March 19, 2006: Tornado. Uvalde. An F-2 tornado moved through the Uvalde area causing $1.5 million in property damage. It was the strongest tornado in South Central Texas since Oct. 12, 2001.
April 11–13, 2006: Wildfire. Canadian. A wildfire 10 miles north of Canadian, Hemphill County, burned 18,000 acres and destroyed crops. Two injuries were reported. Total crop damage was estimated at $90 million.
April 18, 2006: Hail. Gillespie County. Hailstones as large as 2.5 inches in diameter destroyed windows in homes and car windshields between Harper and Doss in Gillespie County. The hail also damaged 70 percent of the area peach crop, an estimated loss of $5 million.
April 20, 2006: Hail. San Marcos. Hailstones as large at 4.25 inches in diameter (grapefruit-size) was reported south of San Marcos. Damage from this storm was estimated at $100 million with up to 10,000 vehicles damaged and another 7,000 vehicles at homes.
May 4, 2006: Hail. Snyder. Lime-to-baseball-size hail fell across Snyder in Scurry County for a least 15 minutes. The hail was blown sideways at times by 60-to-70-mph winds. Total damage was estimated at $15 million.
May 5, 2006: Tornado. Waco. A tornado with peak intensity estimated at low F-2. Total damage was $3 million.
May 9, 2006: Tornado. Childress. An F-2 tornado resulted in significant damage along a one-and-one-half mile path through the north side of Childress during the evening hours. An instrument at Childress High School measured a wind gust of 109 mph. Property damage was estimated at $5.7 million.
Aug. 1, 2006: Thunderstorms. El Paso. Storms in a saturated atmosphere repeatedly developed and moved over mainly the northwest third of El Paso County, concentrating in an area near the Franklin Mountains. Rainfall reports varied from 4–6 inches within 15 hours, with an isolated report of about 8 inches on the western slope of the mountain range. Antecedent conditions from 4 days of heavy rains, combined with terrain effects of the mountains, led to excessive runoff and flooding not seen on such a large scale in the El Paso area in more than 100 years. Property damage was estimated at $180 million.
March 29, 2007: Floods. Corsicana. Flash flooding along Interstate 45 submerged two cars in Navarro County, north of Corsicana, and two feet of water was reported on I-45 and Texas 31, east of town. Damage to businesses, roads and bridges was estimated at $19 million.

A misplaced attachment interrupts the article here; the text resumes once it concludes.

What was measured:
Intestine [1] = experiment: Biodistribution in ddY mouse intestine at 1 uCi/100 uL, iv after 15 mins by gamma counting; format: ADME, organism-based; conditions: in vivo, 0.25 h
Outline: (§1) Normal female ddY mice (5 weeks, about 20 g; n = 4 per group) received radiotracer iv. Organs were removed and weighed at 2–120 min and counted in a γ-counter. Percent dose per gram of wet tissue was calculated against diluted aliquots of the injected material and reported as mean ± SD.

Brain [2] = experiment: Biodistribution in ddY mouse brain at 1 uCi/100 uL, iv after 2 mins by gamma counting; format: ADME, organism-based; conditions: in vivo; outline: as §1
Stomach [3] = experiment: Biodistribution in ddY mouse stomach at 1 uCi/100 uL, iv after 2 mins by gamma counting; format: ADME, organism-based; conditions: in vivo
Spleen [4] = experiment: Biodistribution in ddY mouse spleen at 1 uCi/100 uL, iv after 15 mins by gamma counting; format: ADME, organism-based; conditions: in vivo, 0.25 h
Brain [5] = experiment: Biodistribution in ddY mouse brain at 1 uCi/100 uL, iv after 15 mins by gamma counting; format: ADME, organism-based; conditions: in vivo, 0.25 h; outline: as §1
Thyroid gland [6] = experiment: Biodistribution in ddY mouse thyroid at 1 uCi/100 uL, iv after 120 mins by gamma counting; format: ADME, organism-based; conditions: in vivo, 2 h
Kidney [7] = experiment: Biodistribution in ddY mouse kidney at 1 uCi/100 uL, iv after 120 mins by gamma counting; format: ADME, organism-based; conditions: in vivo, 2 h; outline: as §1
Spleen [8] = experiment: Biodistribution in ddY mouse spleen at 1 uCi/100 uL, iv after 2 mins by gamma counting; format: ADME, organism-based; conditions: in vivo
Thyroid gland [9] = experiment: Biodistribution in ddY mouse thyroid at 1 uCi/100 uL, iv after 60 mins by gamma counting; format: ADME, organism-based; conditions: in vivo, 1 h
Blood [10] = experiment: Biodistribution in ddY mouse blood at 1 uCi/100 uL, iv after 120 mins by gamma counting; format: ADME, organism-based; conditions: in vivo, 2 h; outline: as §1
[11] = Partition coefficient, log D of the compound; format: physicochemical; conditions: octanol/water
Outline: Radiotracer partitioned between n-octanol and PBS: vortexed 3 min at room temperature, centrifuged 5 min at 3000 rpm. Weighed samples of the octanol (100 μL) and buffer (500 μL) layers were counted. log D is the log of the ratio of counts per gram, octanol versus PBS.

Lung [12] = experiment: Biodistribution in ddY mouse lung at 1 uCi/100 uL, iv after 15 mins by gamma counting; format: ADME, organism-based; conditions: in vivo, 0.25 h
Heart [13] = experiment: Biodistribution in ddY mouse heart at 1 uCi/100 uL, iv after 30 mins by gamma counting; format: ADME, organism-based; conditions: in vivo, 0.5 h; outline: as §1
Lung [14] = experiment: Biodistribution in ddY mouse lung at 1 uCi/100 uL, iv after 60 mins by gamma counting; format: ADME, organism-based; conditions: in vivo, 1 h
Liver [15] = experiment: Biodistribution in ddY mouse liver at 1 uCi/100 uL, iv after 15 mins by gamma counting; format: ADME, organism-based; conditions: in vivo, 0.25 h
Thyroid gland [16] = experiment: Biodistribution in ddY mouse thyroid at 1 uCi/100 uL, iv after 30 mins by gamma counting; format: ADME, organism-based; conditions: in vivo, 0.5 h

April 13, 2007: Hail. Colleyville. Teacup-size hail was reported in Colleyville as strong storms developed in Tarrant County. Hail damage to 5,500 cars and 3,500 homes and businesses was estimated at $10 million.
April 24, 2007: Tornado. Eagle Pass. A large tornado crossed the Rio Grande from Mexico near 6 p.m., striking Rosita Valley, near Eagle Pass. Ten deaths were reported, including a family of five in a mobile home. Golf-ball size hail and the tornado struck Rosita Valley Elementary School, leaving only the interior walls standing. Damage indicated wind speeds near 140 mph and an F-3 level, with a path one-quarter mile wide and four miles long. The tornado also destroyed one 59 manufactured homes and 57 houses. Total damage was estimated at $80 million.
June 17–18, 2007: Floods. North Texas. Torrential rain fell as an upper-level low lingered for several days. In Tarrant County, one person drowned after her rescue boat capsized. Hundreds of people were rescued from high water. In Grayson County, a woman died in floodwaters as she drove under an overpass, and another death occurred in a flooded truck. Three people in Cooke County died when a mobile home was carried away by floodwaters. Damage was estimated at $30 million in Tarrant County, $20 million in Grayson County and $28 million in Cooke County.
June 27, 2007: Floods. Marble Falls. Two lines of thunderstorms produced 10–19 inches of rain in southern Burnet County. Hardest hit was Marble Falls, where two young men died in the early morning when their jeep was swept into high water east of town. Damage to more than 315 homes and businesses was $130 million.
Sept. 13, 2007: Hurricane Humberto. Jefferson County. Hurricane Humberto made landfall around 1 a.m. in rural southwestern Jefferson County near McFaddin National Wildlife Refuge. Minimum pressure was around 985 millibars, with maximum winds at 90 mph. Some flash flooding occurred in urban areas between Beaumont and Orange, as 11 inches of rain fell in Jefferson County. Coastal storm tides were 3–5 feet, with the highest storm surge occurring at Texas Point. Humberto caused one death, 12 injuries and $25 million in damage.
March 31, 2008: Hail. Northeast Texas. Severe thunderstorms developed across the Red River valley of Northeast Texas, many producing large hail that damaged car windows, skylights and roofs in Texarkana and elsewhere in Bowie County. Damage was estimated at $120 million.
April 10, 2008: Tornadoes. Johnson County. A lone supercell thunderstorm evolved in the afternoon on April 9, producing tornadoes and large hail. A tornado touched down near Happy Hill and traveled northeast 3 miles to Pleasant Point, where it dissipated. The F-1 tornado, with maximum wind speeds of 90–95 mph, destroyed three homes and damaged more than 30 homes and other buildings. Damage was $25 million.
May 14, 2008: Hail. Austin. A severe thunderstorm southwest of Austin moved northeast across downtown Austin causing extensive damage from winds and large hail. Large trees and branches were knocked down, and baseball-size hail and 70–80 mph winds blew out windows in apartments and office buildings, including the State Capitol. Total damage was estimated at $50 million.